“(b) an employee employed in terms of a fixed term contract of employment reasonably expected the employer—

(i) to renew a fixed term contract of employment on the same or similar terms but the employer offered to renew it on less favourable terms, or did not renew it; or

(ii) to retain the employee in employment on an indefinite basis but otherwise on the same or similar terms as the fixed term contract, but the employer offered to retain the employee on less favourable terms, or did not offer to retain the employee;’’

The practical implication of this change will be that employees appointed on fixed term contracts will be able to claim that they reasonably expected to be appointed indefinitely as a result of the behaviour of the employer.

Under such circumstances the onus will be on the employee prove that the employer created the expectation. An evaluation of all the surrounding circumstances will however have to be considered such as:

 

  • undertakings by the employer,
  • practice or custom in regard to the permanent appointment of employees previously appointed on fixed term contracts,
  • the availability of work,
  • the purpose of or the reason for concluding the fixed term contract,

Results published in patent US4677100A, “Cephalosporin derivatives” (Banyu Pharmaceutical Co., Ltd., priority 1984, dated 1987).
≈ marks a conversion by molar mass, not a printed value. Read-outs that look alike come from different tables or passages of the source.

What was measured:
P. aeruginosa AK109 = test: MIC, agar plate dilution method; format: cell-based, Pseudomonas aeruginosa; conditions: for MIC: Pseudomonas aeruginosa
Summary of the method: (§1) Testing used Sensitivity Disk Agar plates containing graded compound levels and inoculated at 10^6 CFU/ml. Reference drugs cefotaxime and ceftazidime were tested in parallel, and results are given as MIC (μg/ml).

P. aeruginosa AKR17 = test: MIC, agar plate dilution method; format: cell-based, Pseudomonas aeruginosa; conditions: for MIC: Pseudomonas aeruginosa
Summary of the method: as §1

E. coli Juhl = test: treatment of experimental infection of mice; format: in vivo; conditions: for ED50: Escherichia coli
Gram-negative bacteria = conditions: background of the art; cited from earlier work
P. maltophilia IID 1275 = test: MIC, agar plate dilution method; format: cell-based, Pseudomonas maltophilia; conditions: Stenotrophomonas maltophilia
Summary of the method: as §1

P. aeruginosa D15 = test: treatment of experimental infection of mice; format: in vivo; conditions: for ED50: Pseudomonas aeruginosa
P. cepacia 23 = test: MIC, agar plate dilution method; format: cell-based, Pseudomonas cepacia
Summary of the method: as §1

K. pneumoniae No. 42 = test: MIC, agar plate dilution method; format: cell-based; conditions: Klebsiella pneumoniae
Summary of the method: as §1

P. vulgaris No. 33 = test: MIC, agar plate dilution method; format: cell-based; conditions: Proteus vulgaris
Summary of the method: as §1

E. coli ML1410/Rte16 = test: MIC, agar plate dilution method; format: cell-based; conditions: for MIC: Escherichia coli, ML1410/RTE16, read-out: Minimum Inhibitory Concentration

• the nature of the employer's business.

 

This list of criteria is not exhaustive and it may well be that other factors also need to be considered.

 

Going forward it will therefore be possible for an employee that was appointed on a fixed term contract for “probation” to claim that expectation of indefinite or permanent employment was created as a result of the behaviour of the employer.

 

For instance the employee may be able to claim and prove that he /she applied for a permanent position and was offered a fixed term contract for the purpose of probation. During the aforementioned “probation period” the employee never committed any acts of misconduct and neither did the employer have to address a lack of performance by the employee. In addition to this the position is indeed permanent in the company and the employer will replace the employee with another employee. An arbitrator will now be able to order permanent employment if he / she agrees with the employee that reasonable expectation of indefinite employment was created by the employer.

 

With all of the changes that will be made to the Labour Relations Act employers are advised to obtain expert assistance from reputable labour law experts in order to avoid pitfalls such as this one.

 

Jan du Toit is available to assist employers with appropriate measures to effectively deal with the impact that the Labour Relations Amendment Act will have. Jan can be emailed at This e-mail address is being protected from spambots. You need JavaScript enabled to view it .

 

The Protection of Personal Information


By Jan du Toit, Senior Consultant, SA Labour Guide

 

After more than seven years in the making, President Ramaphosa announced last year an effective date of 1 July 2020 for the Protection of Personal Information Act (POPI), Act 4 of 2013. “Responsible Parties” only have approximately 5 months left until 30 June 2021 to become compliant in full.